Question to pastors about interim periods

Discussion in 'Pastoral Ministries' started by Jonathan, Jan 3, 2003.

  1. Jonathan

    Jonathan
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    In my opinion, one goal that a church needs to have during an interim period is to prepare the way for the next pastor's leadership.

    With this in mind, and primarily to you pastors, what should a church do regarding the possibilities of any new ministries or programs that arise during the interim period?

    Obviously "let the Holy Spirit lead" is the standard here. However, it is (or it should) always the be case that when a new pastor arrives, there will be a time where the church and the new pastor seek a consolidated vision for the future and I am concerned with avoiding setting up barriers to this harmony prior to the new pastor's arrival.

    After considering the general question, what are your thoughts on the following specific 'beginnings' during the interim period:

    1. An evangelism training/going plan (EE, CWT, FAITH, Tues. evening visitation, etc...).
    2. A new ministry (college, high school, etc...)
    3. An targeted worship service (like a Saturday evening schedule targeted to college agers, gen x-ers, etc...)

    [ January 03, 2003, 07:58 AM: Message edited by: Jonathan ]
     
  2. Pastor Larry

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    As an interim, I don't think you have any authority to start anything. Evangelism training is a part of the teaching ministry that goes on all the time. Starting a different style of service is a matter philosophy that deserves to be left to the next pastor. As an interim, you are not the pastor. You are filling the pulpit essentially until the church calls a pastor. Leave those changes to him.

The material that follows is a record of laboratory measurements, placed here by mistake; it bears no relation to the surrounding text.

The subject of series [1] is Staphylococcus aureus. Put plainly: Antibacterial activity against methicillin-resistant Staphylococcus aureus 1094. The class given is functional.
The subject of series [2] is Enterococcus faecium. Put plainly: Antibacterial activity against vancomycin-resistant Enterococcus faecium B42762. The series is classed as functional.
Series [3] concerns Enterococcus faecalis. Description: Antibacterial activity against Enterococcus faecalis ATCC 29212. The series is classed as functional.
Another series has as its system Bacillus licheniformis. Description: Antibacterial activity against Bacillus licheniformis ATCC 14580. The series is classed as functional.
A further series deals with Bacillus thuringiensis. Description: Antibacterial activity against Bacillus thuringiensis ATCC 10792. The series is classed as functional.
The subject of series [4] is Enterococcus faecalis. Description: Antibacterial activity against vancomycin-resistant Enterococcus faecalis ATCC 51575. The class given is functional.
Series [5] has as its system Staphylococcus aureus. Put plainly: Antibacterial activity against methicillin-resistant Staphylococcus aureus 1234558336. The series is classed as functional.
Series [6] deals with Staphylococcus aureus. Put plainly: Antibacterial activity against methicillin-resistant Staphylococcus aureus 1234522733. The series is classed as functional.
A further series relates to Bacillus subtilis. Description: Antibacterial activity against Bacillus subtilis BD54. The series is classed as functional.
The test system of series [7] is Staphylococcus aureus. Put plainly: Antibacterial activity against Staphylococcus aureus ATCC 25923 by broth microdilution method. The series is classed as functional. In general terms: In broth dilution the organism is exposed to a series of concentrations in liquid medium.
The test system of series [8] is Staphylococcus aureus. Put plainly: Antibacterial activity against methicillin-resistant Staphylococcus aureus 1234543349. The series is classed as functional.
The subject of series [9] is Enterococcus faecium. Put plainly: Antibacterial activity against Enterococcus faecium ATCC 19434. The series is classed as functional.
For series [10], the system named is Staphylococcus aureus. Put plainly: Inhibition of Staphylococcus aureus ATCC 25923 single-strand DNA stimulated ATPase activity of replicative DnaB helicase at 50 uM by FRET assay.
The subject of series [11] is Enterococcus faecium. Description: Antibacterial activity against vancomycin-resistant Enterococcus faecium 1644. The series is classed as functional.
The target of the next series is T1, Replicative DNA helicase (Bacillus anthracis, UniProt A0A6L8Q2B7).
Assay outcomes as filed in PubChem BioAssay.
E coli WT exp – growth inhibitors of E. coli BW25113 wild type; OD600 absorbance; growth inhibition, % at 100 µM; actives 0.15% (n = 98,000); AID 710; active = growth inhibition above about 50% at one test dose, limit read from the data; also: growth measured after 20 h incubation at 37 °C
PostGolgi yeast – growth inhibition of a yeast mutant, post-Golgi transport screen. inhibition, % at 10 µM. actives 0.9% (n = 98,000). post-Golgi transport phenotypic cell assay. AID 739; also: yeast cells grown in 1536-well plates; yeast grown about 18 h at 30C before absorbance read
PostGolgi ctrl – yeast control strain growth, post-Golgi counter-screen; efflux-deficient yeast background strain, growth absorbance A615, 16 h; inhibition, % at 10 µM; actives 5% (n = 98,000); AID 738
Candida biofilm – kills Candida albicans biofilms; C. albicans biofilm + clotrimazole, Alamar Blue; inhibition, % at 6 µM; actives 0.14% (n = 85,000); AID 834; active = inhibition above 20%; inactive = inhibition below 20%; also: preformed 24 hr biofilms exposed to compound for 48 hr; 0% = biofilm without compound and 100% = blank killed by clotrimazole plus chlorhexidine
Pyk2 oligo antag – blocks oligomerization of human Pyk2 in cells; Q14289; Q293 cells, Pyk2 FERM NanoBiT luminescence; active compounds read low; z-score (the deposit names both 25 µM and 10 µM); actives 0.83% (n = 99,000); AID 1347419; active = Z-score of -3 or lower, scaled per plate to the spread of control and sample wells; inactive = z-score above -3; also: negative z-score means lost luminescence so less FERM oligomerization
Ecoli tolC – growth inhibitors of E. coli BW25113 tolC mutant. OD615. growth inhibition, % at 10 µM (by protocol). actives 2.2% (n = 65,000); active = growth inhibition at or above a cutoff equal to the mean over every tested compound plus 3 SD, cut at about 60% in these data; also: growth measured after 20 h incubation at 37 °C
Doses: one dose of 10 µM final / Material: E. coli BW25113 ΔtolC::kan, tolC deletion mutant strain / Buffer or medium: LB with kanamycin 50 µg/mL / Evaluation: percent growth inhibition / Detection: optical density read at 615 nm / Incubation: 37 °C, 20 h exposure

3. Bible-belted

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    I agree that new programs are best left to the new pastor.

    I would add though that the amount of continuity in service format should be a case by case thing. Churches that have had a pastor for a long time can benefit from having to adjust to some change with an interim before the new pastor arrives. Too much continuity may give a sense that the former pastor in a sesne has not yet left. There will be no psychoilogical break.

    But again, the iterim will have to use his judgment.
     
  4. Jonathan

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    I think that I need to better define my question. I am concerned with what the church does during the interim period rather than what the interim pastor does.